Obesity does not impact outcomes for appendicitis

Daniel A. Deugarte, Rebecca Stark, Amy H. Kaji, Arezou Yaghoubian, A. M.Y. Tolan, Steven L. Lee

Research output: Contribution to journalArticlepeer-review

11 Scopus citations


Obesity has long been considered a risk factor for surgery. The purpose of this study was to evaluate the impact of obesity on outcomes after appendectomy. A retrospective study was performed using discharge abstract data obtained from patients with documented body mass index (BMI) undergoing appendectomy for appendicitis (n = 2919). Complications and length of stay for different BMI categories were compared. Obese patients (BMI > 30 kg/m 2) had similar rates of perforation (20%) and were as likely to undergo a laparoscopic approach (85%) as nonobese patients. On multivariable and univariate analysis, no significant differences were observed when comparing obese and nonobese patients for the outcomes of length of stay, infectious complications, and need for readmission. On multivariate analysis, laparoscopy predicted lower complication rates and decreased length of stay. In this study, obesity did not significantly impact rates of perforation, operative approach, length of stay, infectious complications, or readmission.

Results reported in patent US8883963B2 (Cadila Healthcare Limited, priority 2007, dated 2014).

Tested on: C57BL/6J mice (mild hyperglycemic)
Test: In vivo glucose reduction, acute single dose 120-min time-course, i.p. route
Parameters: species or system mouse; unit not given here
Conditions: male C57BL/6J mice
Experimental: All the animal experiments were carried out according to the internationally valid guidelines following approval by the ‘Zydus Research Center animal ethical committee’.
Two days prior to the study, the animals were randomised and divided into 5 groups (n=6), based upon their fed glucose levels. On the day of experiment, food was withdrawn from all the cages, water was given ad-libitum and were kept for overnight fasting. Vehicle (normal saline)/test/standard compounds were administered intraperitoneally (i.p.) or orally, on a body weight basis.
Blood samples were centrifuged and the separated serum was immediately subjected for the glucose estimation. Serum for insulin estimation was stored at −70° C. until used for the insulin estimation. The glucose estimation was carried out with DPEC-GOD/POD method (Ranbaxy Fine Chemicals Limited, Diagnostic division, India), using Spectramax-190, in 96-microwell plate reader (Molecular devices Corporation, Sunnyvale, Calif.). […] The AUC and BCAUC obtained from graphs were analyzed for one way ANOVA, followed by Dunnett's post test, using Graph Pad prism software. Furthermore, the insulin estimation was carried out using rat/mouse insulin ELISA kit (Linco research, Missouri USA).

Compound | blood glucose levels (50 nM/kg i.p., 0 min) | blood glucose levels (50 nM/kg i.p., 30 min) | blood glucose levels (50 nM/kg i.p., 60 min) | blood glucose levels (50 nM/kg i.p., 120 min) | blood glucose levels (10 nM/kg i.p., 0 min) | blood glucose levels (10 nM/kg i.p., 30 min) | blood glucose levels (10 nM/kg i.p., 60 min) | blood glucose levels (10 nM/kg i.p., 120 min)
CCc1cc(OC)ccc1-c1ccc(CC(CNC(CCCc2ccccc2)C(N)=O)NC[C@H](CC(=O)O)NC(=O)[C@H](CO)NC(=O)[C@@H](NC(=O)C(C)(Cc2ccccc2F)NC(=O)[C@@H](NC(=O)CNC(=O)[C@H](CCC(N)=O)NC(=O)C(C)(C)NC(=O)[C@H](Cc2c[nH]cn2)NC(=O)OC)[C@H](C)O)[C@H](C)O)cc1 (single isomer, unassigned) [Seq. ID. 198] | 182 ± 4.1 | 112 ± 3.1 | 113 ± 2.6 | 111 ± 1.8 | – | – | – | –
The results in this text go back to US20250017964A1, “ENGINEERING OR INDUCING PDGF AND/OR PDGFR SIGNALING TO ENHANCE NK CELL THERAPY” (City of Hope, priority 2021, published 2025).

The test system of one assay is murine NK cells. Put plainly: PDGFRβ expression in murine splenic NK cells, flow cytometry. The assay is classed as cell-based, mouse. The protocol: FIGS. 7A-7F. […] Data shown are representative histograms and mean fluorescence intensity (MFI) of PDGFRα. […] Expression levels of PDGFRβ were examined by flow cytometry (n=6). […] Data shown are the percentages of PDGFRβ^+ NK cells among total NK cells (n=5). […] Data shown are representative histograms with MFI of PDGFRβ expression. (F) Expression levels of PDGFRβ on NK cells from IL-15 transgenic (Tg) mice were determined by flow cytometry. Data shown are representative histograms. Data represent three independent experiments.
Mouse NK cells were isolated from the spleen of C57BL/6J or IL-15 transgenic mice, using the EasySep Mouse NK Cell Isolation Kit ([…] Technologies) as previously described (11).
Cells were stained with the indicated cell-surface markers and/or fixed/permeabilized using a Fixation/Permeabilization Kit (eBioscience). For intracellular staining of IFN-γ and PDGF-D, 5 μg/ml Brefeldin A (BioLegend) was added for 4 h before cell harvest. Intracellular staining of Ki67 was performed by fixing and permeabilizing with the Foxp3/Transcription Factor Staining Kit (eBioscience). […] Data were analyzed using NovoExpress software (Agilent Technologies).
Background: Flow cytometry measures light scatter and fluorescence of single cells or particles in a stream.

Original languageEnglish (US)
Pages (from-to)254-257
Number of pages4
JournalAmerican Surgeon
Issue number2
StatePublished - Feb 1 2012
Externally publishedYes

ASJC Scopus subject areas

  • Surgery


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